Wonder Boys” is not only one of the finest comedies of the decade, but one of the better films to come out period. Michael Douglas gives what I think may be his finest performance (not at all hyperbole). He is completely natural throughout. He doesn’t look for any laughs…he plays it straight and the laughs simply come. His chemistry with the impressive cast that surrounds him is pitch-perfect, creating a real-life character in this slice-of-life film – a character who we have great sympathy for and laugh at simultaneously. As his agent who is desperate for his client’s new work, Robert Downey, Jr. turns in yet another complex and quirky performance. Tobey Maguire is very funny too as the clearly troubled young writer. His pairing with Tripp makes for a nice father/son combination here. Steve Kloves does a masterful job at adapting from the Michael Chabon novel — very real characters caught in highly compromising situations. This movie is a true winner – smart, impulsive, sweet and really, really funny.

#4. The Invention of Lying (dir. Ricky Gervais & Matthew Robinson)

One of my Top films of 2009, without question — for its intelligent script, non-stop laughs, and terrific cast. Absolute entertainment. The film is set in an illusory world where no one has ever told a lie. That is, until Mark Bellison, a writer who is about to be fired (Ricky Gervais), creates one on the spur of the moment for personal gain. Mark is overweight, under-successful, short and comes from a poor gene pool. He is in love with Anna (Jennifer Garner) who is way out of his league as she is looking for the perfect mate with ideal genes to create perfect, good-looking children without snub noses. Of course Mark begins to take advantage of his discovery little by little until one day, the hospital staff overhear him speaking to his mother on her deathbed as he describes what Heaven is truly like. He’s just making it up as he goes along, but everyone within earshot believes him of course and Mark not only becomes famous, but a prophet of the people as well.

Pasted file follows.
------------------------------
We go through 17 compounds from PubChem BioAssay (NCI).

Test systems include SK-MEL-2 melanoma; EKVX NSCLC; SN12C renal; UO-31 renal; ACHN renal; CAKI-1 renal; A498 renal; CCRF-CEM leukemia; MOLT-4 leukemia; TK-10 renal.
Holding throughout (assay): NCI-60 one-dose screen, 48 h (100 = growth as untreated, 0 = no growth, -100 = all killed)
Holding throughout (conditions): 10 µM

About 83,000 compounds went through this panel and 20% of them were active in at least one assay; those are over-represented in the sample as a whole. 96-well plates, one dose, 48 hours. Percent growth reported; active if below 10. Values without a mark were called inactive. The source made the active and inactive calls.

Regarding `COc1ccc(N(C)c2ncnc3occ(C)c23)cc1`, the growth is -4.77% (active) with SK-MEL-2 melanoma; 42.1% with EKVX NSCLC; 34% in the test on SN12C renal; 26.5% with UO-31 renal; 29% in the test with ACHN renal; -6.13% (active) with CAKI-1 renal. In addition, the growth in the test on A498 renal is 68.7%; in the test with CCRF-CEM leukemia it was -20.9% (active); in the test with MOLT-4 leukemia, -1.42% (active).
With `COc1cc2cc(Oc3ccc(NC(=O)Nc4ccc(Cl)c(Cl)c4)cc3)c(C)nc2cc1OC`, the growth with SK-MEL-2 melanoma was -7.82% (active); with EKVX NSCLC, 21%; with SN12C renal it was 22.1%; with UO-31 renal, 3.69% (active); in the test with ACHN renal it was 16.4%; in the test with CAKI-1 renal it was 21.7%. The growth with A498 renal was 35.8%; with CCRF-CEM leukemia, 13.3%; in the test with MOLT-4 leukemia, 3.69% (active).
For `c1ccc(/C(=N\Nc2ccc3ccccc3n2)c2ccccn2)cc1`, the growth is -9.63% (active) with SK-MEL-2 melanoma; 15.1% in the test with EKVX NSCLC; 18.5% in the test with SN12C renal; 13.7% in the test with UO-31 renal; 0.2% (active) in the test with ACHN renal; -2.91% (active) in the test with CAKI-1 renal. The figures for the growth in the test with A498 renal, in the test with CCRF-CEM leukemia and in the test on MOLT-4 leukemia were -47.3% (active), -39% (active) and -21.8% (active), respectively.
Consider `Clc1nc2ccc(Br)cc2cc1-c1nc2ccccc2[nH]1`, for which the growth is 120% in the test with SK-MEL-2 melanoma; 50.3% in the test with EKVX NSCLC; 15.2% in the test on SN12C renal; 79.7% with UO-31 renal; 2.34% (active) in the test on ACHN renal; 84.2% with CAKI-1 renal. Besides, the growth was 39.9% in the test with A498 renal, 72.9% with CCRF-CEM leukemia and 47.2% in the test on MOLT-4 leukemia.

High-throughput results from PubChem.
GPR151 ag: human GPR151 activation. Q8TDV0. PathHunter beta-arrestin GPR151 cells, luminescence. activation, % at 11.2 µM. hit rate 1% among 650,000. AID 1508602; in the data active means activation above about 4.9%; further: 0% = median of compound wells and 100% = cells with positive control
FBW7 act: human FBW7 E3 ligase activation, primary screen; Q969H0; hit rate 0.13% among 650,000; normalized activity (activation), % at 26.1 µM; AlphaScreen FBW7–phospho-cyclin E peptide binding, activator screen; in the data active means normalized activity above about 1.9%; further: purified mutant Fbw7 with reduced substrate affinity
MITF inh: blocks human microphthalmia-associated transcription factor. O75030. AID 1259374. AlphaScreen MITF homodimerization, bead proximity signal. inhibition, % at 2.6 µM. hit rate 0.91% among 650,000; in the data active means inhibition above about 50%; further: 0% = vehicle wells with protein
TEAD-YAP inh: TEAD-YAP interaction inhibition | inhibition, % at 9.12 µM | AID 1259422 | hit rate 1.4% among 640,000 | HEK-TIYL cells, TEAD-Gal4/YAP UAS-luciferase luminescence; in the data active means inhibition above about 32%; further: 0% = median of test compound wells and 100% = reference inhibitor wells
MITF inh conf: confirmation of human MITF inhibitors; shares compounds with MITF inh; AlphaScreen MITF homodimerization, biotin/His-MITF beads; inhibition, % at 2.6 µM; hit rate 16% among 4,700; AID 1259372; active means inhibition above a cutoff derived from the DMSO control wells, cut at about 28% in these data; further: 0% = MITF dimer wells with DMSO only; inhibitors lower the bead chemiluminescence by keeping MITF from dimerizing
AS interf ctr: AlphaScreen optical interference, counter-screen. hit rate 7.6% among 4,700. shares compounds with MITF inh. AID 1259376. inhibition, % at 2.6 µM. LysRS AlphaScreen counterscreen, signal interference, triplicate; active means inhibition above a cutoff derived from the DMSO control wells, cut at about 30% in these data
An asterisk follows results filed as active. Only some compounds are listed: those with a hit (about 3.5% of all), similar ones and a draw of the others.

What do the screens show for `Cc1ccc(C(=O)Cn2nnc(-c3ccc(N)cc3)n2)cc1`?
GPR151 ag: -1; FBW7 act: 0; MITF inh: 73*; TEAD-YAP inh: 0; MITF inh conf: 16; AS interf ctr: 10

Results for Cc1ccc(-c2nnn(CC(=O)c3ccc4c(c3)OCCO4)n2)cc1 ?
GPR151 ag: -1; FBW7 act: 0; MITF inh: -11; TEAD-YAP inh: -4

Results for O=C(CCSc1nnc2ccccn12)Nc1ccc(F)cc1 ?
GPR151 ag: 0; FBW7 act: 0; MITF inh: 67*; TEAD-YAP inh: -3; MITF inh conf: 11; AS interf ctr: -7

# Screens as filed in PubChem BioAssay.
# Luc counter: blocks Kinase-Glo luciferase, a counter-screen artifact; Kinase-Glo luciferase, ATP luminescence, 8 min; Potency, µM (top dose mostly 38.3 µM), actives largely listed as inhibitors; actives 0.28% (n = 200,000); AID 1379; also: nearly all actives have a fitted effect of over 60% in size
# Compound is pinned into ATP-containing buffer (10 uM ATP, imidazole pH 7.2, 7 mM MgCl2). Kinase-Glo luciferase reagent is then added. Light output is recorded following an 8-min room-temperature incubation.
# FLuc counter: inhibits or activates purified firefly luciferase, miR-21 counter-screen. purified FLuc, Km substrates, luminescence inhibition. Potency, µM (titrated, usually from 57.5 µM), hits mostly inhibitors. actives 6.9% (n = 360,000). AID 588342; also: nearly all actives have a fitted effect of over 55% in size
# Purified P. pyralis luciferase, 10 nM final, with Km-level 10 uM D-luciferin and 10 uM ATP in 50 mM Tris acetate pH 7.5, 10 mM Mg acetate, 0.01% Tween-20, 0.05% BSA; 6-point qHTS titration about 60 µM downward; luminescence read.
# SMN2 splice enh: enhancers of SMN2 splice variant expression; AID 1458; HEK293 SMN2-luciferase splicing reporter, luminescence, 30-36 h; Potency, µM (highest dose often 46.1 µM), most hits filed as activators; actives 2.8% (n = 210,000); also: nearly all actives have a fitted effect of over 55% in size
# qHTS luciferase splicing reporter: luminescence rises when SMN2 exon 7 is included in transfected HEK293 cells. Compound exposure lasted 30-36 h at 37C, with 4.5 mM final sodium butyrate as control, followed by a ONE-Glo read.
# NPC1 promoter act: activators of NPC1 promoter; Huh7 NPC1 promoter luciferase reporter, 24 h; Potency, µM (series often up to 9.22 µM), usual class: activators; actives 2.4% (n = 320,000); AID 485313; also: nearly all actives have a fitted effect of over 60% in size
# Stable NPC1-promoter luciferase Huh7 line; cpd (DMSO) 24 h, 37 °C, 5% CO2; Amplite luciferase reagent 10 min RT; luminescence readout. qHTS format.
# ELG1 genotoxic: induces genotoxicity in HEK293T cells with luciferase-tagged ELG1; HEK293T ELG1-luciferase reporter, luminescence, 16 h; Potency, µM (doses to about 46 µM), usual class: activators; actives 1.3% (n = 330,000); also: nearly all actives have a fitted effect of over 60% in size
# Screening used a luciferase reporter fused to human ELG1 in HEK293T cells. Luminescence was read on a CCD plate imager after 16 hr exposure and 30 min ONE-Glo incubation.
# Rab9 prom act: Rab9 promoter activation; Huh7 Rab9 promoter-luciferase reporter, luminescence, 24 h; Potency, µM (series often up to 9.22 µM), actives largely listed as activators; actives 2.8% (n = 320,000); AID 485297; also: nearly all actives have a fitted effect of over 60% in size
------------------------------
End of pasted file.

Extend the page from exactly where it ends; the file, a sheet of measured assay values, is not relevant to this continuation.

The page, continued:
What Gervais and Robinson have created here is one of the better comedies I have seen in years. In its vision and scope, I was constantly reminded of the better films of Albert Brooks and Woody Allen throughout. Gervais gives an endearing, hilarious performance and manages to also include his own personal opinions on God, religion, love and the backwards priorities of our society. An entirely original film, I was blown away at how funny and clever it was. The film also features some great cameo appearances and excellent supporting work from Rob Lowe, Tina Fey, and Jonah Hill. Gervais is certainly making a name for himself here in the States (see “Ghost Town” too)— I only hope that people begin to recognize that this is a major force in comedy now. And not only is this one downright hilarious movie, but on top of that, it has a heart to match.